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Life on the rocks

20 minutes

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Two newlyweds carve out a life on a small rock island, among the seabirds

The Bass Rock is a small volcanic island just off the east coast of Scotland. Prominent in the Scottish imagination for its steep terrain and location in the Firth of Forth near Edinburgh, the island has had a sparse and intermittent human population across the centuries. Its most notable and sustained inhabitants are the northern gannets that have dwelled on the island’s jagged cliffs throughout recorded history. With a population of roughly 150,000 birds, their colony is the largest in the world.

The English naturalist June Nelson is one of the few people who have lived on the Bass Rock. For three years in the early 1960s, she and her late husband, the ornithologist Bryan Nelson, who was researching gannets at the University of Oxford, made the island their makeshift home. Living and working out of a small, derelict chapel, they dedicated themselves to observing and recording the behaviours and ecology of the birds. The then-newlyweds had little contact with the outside world, but forged a happy life together, thriving in conditions most would find gruelling.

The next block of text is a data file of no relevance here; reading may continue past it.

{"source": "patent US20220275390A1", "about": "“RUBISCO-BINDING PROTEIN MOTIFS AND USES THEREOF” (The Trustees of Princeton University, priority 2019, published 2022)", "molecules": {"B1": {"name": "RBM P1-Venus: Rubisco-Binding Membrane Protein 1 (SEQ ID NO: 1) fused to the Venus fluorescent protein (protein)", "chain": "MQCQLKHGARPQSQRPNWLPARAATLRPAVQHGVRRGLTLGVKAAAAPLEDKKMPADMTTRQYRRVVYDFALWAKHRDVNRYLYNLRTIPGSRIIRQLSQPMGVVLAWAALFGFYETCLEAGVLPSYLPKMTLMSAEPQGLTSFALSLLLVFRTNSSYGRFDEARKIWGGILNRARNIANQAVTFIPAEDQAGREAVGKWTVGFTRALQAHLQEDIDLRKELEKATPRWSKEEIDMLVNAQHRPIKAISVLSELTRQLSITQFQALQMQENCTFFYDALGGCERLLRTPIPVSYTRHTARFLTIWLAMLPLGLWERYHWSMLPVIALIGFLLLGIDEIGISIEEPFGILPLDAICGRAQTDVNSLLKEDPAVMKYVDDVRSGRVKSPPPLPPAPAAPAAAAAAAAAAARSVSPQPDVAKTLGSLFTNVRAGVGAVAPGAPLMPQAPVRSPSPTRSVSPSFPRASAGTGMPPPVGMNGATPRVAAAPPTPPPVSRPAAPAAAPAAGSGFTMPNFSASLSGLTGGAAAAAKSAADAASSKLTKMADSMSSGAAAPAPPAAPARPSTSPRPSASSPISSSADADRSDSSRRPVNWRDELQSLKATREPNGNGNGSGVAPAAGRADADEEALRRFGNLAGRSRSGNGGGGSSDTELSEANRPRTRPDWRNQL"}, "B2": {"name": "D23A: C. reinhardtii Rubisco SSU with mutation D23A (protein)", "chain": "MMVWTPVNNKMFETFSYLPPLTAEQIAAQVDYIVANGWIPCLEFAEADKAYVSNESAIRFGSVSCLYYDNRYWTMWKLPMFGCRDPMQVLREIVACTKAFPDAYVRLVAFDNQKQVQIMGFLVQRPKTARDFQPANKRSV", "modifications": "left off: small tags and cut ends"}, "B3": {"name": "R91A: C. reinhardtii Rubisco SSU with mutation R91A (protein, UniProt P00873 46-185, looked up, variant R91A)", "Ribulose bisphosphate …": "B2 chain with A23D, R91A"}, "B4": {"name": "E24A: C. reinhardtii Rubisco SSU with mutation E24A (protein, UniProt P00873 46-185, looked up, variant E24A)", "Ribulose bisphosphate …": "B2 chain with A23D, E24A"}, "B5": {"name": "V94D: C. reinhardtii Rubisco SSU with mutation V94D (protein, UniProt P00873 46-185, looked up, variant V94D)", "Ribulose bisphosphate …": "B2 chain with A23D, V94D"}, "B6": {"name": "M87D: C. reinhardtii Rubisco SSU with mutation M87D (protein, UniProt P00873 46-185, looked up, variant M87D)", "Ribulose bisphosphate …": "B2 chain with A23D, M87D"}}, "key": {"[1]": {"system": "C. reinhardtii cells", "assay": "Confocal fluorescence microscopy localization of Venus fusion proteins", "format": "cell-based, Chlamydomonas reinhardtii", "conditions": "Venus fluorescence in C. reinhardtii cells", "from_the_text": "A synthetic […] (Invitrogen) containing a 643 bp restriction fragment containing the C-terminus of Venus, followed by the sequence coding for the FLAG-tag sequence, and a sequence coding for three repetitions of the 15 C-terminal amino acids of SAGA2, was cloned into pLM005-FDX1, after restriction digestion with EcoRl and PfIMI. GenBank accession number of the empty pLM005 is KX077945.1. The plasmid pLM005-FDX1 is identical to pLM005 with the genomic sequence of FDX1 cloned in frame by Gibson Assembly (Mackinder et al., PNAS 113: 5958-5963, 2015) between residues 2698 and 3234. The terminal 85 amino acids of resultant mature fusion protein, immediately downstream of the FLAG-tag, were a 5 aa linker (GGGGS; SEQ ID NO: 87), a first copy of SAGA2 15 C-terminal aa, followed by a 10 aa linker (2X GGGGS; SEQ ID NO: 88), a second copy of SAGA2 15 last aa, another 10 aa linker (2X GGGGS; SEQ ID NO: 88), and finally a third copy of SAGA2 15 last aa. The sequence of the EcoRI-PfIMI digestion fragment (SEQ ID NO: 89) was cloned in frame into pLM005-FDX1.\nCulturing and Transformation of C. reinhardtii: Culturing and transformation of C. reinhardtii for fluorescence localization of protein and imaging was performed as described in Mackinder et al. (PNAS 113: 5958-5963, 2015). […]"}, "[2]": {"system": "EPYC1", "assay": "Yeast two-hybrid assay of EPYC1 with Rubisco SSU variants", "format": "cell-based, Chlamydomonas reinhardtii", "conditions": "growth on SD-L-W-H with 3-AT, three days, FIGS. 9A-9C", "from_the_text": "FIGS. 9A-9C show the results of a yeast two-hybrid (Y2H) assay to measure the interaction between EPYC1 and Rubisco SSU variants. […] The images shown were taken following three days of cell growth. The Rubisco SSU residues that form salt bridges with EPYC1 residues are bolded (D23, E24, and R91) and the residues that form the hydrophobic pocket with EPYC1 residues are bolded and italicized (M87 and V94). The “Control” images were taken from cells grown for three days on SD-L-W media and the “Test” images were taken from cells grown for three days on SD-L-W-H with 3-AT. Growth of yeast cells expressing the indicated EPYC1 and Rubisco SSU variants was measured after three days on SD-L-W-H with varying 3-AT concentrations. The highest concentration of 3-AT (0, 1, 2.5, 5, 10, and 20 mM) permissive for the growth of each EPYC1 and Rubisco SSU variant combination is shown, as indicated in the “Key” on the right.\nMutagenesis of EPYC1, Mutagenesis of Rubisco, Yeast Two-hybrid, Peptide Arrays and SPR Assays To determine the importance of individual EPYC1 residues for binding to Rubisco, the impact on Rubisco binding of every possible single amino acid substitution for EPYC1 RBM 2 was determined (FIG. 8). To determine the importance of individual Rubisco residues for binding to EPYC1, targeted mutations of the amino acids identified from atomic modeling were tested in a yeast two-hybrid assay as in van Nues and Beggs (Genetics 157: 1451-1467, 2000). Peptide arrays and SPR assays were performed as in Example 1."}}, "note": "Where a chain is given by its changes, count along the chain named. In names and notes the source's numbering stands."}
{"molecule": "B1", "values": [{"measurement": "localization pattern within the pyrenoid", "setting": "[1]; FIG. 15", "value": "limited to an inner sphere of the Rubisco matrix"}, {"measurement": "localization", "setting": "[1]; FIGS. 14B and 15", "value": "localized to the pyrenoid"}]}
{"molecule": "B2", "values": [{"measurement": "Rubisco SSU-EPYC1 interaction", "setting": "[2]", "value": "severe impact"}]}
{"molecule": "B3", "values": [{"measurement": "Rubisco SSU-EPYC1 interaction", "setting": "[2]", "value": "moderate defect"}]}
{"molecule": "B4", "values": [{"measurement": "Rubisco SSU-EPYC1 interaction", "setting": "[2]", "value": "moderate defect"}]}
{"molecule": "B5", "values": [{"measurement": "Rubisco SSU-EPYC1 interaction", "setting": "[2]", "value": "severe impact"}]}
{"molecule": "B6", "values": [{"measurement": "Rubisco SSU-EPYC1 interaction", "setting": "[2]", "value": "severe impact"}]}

In the short documentary Life on the Rocks, Nelson revisits her full and focused years on the Bass Rock. Combining sweeping, cinematic black-and-white shots of the island with a string score, the UK director George Pretty crafts a poignant account of Nelson’s cherished time there, as well as her emotional return. Mining Nelson’s memories and old photographs, the film explores how the husband-and-wife team found happiness on this peculiar patch of Earth, and among its many avian inhabitants. But, more than just a fondness for the past, Nelson communicates an impassioned urgency to protect the plummeting global sea-bird population – which has declined by 70 per cent in her lifetime – asking ‘What right have we to deprive [future generations] of this wonderful place?’

Written by Adam D’Arpino

Director: George Pretty